and longer, finally to cease, and we fired a last gun at a baffled, flying foe, whose heavy masses in the distance were plainly seen to break and scatter in wild confusion and utter rout, strewing the ground with castaway guns, hats, blankets, and knapsacks as our parting shell were thrown among them. In their retreat one of their pieces was abandoned, but from the nature of the ground it was not sent for that night, and under cover of darkness the enemy recovered it.
The guns engaged in this singular conflict on our side were three 6-pounder rifled pieces and four ordinary 6-pounders, all of Walton's battery, Washington Artillery, of New Orleans. The officers immediately attached were Captain Eshleman, Lieuts. C. W. Squires, Richardson, Garnett, and Whittington. At the same time our infantry held the bank of the stream in advance of our guns, and the missiles of the combatants flew to and for above them, as cool and veteran-like for more than an hour they steadily awaited the moment and signal for the advance.
While the conflict was at its height before Blackburn's Ford, about 4 o'clock p.m., the enemy again displayed himself in force before Bonham's position. At this time Colonel Kershaw, with four companies of his regiment (Second South Carolina) and one piece of Kemper's battery, were thrown across Mitchell's Ford to the ridge which Kemper had occupied that morning. Two solid and three spherical case thrown among them with a precision inaugurated by that artillerist at Vienna effected their discomfiture and disappearance, and our troops in that quarter were again withdrawn within our lines, having discharged the duty assigned.
At the close of the engagement before Blackburn's Ford I directed General Longstreet to withdraw the First and Seventeenth Regiments, which had borne the brunt of the action, to a position in reserve, leaving Colonel Early to occupy the field with his brigade and Garland's regiment.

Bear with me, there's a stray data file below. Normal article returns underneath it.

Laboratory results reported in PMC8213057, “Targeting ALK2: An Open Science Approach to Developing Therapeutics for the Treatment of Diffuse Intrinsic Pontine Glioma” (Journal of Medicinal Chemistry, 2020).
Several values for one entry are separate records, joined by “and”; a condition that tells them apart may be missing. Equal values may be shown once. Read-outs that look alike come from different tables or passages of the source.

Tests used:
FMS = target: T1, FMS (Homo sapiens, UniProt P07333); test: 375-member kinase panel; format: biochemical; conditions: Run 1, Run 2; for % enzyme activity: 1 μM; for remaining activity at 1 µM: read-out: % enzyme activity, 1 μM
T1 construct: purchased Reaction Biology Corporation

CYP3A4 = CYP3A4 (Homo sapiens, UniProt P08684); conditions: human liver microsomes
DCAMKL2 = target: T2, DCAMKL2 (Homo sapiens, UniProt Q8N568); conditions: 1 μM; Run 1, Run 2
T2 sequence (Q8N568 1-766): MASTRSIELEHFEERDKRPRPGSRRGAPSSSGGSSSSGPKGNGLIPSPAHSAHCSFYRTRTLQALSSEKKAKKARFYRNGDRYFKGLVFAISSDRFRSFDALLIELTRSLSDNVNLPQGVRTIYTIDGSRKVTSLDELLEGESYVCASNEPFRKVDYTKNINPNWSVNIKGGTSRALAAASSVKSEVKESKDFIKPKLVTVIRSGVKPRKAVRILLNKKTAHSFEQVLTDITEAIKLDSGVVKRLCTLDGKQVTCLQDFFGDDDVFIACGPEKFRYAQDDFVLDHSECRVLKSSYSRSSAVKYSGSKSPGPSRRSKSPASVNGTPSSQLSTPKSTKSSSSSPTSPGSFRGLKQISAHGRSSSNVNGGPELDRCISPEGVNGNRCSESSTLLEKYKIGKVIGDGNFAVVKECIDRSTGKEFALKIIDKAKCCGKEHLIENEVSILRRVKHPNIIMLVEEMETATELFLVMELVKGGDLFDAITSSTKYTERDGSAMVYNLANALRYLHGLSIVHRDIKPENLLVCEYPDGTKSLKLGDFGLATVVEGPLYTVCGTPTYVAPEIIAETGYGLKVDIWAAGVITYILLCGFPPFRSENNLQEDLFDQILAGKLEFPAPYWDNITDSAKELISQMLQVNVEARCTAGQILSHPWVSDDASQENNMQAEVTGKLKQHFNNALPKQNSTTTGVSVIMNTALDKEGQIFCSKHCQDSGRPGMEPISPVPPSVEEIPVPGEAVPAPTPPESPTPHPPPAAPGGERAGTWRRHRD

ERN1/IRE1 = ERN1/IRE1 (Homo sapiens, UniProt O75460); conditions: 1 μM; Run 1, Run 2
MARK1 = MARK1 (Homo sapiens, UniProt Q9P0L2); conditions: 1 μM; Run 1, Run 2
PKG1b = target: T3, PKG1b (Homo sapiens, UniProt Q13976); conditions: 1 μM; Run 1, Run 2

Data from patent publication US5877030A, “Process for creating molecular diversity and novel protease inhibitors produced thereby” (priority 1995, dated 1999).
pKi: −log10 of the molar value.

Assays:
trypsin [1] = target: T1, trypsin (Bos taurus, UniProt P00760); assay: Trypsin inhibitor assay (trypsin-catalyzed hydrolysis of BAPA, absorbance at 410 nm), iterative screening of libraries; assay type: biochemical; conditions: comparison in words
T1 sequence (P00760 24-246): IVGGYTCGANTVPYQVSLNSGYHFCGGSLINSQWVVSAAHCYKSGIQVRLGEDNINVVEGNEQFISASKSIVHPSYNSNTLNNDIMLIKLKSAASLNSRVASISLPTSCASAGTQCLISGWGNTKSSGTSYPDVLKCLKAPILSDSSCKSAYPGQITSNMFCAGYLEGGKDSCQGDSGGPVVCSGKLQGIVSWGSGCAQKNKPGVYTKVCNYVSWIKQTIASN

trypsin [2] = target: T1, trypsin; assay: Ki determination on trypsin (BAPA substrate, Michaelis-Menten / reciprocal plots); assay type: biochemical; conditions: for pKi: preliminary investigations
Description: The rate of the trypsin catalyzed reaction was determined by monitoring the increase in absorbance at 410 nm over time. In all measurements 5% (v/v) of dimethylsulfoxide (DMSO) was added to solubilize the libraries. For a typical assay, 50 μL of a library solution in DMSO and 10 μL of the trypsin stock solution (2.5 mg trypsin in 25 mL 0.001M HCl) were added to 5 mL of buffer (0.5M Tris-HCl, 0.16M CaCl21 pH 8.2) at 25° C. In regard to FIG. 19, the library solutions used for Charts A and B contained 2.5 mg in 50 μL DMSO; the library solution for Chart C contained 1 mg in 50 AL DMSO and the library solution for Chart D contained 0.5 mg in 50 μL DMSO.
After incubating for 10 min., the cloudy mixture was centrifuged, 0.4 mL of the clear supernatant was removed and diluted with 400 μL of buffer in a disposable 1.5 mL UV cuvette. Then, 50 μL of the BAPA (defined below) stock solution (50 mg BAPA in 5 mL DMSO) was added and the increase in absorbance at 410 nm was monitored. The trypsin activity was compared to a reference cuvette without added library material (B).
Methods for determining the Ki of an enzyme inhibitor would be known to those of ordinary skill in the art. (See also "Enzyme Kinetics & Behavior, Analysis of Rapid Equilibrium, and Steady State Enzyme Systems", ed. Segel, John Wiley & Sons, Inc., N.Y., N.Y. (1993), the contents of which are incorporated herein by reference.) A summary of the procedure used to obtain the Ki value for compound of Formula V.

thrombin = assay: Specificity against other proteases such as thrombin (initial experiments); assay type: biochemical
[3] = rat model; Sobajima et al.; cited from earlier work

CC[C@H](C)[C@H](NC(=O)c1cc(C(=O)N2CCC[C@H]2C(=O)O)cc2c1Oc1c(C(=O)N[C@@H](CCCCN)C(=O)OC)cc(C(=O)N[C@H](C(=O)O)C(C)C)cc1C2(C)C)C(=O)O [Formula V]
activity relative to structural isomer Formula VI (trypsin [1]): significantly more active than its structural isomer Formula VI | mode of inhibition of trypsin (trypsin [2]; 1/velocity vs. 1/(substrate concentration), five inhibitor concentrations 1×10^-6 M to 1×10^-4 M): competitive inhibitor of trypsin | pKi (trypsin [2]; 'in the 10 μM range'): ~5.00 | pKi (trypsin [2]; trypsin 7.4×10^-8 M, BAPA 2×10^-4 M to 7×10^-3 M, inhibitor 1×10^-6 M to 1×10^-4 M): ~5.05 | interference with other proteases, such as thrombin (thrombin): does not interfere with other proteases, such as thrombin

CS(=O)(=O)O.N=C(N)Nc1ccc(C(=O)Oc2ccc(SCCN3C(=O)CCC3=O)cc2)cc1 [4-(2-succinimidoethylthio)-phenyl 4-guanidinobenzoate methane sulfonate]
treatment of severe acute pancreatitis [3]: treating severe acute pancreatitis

As a part of the history of this engagement I desire to place on record that on the 18th of July not one yard of entrenchments nor one rifle pit sheltered the men at Blackburn's Ford, who, officers and men, with rare exceptions, were on that day for the first time under fire, and who, taking and maintaining every position ordered, cannot be too much commended for their soldierly behavior.
Our artillery was manned and officered by those who but yesterday were called from the civil avocations of a busy city. They were matched with the picket light artillery of the Federal Regular Army- Company E, Third Artillery, under Captain Ayres, with an armament, as their own chief of artillery admits, of two 10-pounder Parrott rifled guns, two 12-pounder howitzers, and two 6-pounder pieces, aided by two 20-pounder Parrott rifled guns of Company G, Fifth Artillery, under Lieutenant Benjamin. Thus matched, they drove their veteran adversaries from the field, giving confidence in and promise of the coming efficiency of that brilliant arm of our service.
Having thus related the main or general results and events of the action of Bull Run, in conclusion it is proper to signalize some of those who contributed most to the satisfactory results of that day. Thanks are due to Brigadier-General Bonham and Ewell and to Colonel Cocke and the officers under then for the ability shown in conducting and executing the retrograde movements on Bull Run directed in my orders of the 8th of July - movements on which hung the fortunes of this Army.
Brigadier-General Longstreet, who commanded immediately the troops engaged at Blackburn's Ford on the 18th, equaled my confident expectations,